Synagogue of Barcs
The Israeli residents of Barcs held their feasts in the neighbouring Virovitica from the 1860s, as neither a house of prayer nor a synagogue was available locally.
In 1883, an elementary school and a prayer hall were established in the building (Novák House) rented from Károly Kremzir, which was then donated to the community by Mór Kremzir in 1892. The community soon outgrew both the school and the prayer hall, so in 1895 a new school and in 1899 an imposing new synagogue was built costing nearly 40,000 forints, the ceremonial inauguration of which took place on 22 August, 1899. Both facilities were located in the then largely undeveloped area between Barcstelep and Barcs. The model for the synagogue was the Leopoldstadt Synagogue, designed by Ludwig Förster in 1858, and this new building was designed by architects Enderle and Freinwald. The exterior of the synagogue is made of red and yellow brick stripes, and the Torah room is made of Zsolnay porcelain. Its external size was 15,90 x 24,55 metres.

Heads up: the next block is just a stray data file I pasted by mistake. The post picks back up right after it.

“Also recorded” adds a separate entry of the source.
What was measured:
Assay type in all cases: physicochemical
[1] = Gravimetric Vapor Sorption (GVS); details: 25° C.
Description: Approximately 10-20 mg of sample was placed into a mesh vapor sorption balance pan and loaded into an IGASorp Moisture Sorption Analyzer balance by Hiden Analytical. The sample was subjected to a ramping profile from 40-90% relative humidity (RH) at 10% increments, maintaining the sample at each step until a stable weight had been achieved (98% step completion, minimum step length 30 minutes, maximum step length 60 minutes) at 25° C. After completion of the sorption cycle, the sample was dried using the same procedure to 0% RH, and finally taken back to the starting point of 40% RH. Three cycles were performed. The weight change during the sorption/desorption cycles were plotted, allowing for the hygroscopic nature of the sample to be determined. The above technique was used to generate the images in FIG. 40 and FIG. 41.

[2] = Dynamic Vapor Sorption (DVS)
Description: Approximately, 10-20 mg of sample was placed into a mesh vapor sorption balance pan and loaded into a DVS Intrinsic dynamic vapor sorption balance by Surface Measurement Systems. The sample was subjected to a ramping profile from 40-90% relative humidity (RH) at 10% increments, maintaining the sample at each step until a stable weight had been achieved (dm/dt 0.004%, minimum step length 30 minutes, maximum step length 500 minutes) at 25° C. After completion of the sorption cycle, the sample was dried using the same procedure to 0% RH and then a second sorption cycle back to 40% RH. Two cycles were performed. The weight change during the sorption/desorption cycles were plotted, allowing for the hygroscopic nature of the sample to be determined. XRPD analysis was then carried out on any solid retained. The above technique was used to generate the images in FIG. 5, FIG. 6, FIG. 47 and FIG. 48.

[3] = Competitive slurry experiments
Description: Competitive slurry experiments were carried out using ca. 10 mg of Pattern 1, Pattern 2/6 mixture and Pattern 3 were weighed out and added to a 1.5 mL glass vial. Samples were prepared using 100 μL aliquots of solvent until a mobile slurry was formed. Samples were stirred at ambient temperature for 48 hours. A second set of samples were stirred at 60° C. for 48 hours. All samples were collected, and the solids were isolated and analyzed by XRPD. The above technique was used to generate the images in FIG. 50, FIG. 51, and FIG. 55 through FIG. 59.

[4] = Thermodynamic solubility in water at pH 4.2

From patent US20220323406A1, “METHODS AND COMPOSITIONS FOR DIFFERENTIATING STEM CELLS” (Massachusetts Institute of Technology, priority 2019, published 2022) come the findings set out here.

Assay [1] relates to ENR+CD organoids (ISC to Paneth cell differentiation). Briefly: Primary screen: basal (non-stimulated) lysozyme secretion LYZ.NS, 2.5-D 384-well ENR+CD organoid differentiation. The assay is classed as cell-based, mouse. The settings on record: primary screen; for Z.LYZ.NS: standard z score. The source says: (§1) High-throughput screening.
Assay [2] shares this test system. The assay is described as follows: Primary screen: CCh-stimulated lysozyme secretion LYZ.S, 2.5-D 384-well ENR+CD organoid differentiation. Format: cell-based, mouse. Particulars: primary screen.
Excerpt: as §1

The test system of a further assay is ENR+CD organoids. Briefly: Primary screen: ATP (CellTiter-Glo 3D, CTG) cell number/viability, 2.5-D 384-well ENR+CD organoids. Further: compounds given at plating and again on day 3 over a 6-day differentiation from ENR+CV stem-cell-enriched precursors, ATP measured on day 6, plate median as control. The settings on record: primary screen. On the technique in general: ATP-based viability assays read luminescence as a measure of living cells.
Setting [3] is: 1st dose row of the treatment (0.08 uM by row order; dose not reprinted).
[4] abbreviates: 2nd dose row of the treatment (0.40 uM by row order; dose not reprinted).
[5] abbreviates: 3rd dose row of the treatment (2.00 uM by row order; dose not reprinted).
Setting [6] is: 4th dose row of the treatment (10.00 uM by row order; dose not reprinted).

The construction work was carried out by a local construction contractor Ferenc Szenicza, and the finishing works were done by the masters of Barcs. It was used as intended until the deportation of the Jews, and then the building, which was looted and partly destroyed during the war, stood abandoned and ruined for a long time. In 1967, the Jewish community sold it to the local ÁFÉSZ, that turned it into a home store. Completely stripped of its original form, the building, which deserves a better life, functioned as a shop for a long time and is now empty. The tablets of Moses, which were placed on the facade of the former synagogue, are currently in the Israelite cemetery.